And this year, there are much more where that came from.  I figured out that less is more with fertilizing, too much and the tree won’t produce figs, just lusher foliage.  So, to sum up: abundant fruit (great source of calcium & fiber), plenty to share, and a gorgeous tropical garden element to boot. What more could you ask for?

*Caution:  Use care picking fruit during the warm part of the day; bees also love figs and it is easy to get stung accidentally!

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Comments

  1. Anne Nelson says:

    Thanks for writing a great article. I do not have any more space in my yard for a fig tree, so I was elated to hear I can successfully plant in a container, on the patio. An old family friend had somehow grown a fig tree from my parents’ tree (shoot? Dropped fig that grew?) 35 years ago, and it started sending up shoots. She dug it up, put it into a container for me. Now I will have a tree with sentimental value. I will have to ask my brother if my parents tree was from a shoot from our grandparents tree. That would be incredible. Glad to have it, hope it lives!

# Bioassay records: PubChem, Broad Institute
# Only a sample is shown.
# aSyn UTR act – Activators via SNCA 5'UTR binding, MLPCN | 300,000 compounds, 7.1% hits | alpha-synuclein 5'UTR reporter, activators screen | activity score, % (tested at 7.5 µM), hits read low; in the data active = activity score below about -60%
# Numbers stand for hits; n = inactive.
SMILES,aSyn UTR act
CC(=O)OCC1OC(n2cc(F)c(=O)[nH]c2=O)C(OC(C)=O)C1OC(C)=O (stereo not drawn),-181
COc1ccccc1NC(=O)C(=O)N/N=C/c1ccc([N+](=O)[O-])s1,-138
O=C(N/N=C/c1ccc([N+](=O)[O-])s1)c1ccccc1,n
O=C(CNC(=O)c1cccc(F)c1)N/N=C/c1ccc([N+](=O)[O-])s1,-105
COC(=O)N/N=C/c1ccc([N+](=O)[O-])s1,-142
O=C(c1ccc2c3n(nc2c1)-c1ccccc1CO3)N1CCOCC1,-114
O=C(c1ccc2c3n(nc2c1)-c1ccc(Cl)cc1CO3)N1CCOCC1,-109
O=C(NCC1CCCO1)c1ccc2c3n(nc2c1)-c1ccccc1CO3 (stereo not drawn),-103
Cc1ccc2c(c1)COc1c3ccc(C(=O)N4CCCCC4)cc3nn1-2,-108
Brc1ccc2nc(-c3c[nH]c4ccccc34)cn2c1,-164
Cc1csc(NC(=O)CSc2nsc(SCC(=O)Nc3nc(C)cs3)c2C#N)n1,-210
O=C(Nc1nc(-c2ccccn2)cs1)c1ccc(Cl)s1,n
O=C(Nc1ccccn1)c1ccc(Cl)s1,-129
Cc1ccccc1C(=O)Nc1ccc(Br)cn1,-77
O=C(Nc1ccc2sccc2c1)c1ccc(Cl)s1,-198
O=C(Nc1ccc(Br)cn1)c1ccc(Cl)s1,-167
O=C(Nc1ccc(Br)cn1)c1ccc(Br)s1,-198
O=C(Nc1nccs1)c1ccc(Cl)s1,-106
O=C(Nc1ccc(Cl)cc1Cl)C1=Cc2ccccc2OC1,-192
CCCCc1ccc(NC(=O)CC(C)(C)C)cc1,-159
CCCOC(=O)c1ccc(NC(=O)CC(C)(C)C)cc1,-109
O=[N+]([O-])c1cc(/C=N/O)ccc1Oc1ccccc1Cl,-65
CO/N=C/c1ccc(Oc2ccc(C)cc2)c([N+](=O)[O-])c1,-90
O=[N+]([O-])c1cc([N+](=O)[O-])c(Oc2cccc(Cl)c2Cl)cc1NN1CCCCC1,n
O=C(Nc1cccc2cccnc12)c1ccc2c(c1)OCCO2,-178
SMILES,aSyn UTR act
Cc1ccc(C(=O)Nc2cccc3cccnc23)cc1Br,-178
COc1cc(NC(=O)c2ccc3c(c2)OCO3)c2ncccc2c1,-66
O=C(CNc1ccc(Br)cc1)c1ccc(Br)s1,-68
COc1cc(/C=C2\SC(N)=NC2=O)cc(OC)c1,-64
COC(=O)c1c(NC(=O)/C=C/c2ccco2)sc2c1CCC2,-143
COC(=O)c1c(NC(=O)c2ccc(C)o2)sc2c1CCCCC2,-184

• Thank you, Anne. Depending on the type of fig and your zone, you may have to bring it into a protected location during the winter. I keep mine in our garage and then bring it out in spring, which has been successful for the last three years. Growing in a container keeps the tree to a more manageable size, but requires watering and fertilizing on a regular basis. I got figs the first year on my fig tree, though, so it is definitely worth the effort. Good luck!

  2. hello kathy, where did you buy the grey container at the following URL housing the lovely fig tree? thanks
    https://agardenforall.com/2012/09/23/just-figs/

    • Hi Nick! I purchased that fiberglass (faux cement) container from a local garden center that is no longer in business. However, I jumped on the internet and found a site with lots of options if you’re interested: plantcontainers.com. Because the fig itself is so heavy, a real cement container would make it impossible to move! Thanks for reading!

  3. Hey Kathy. It is really nice to read your article.
    Could you please give the detail, what’s kind of fig in the picture of “Fig Tree growing in a container”?

    I found this picture on Ebay website, and the guy use this fig tree to describe his fig as a “Ficus Carica Viola, blue mountain found.

    Should this be considered as a copy right? I am going to report this to Ebay Center.

    • Hi Arnon, The fig in each picture is the same tree, which is a Ficus carica (common fig). Where I live in zone 5 Connecticut, it is not winter hardy so I store it in a protected garage over the winter. As you can see it does well in a container. Thank you for the “heads-up” about the photo mis-use on EBAY. Yes, my photos are copyright to my website and no one should be using them without permission. That said, I am often happy to share my photos with permission. Thank you for writing!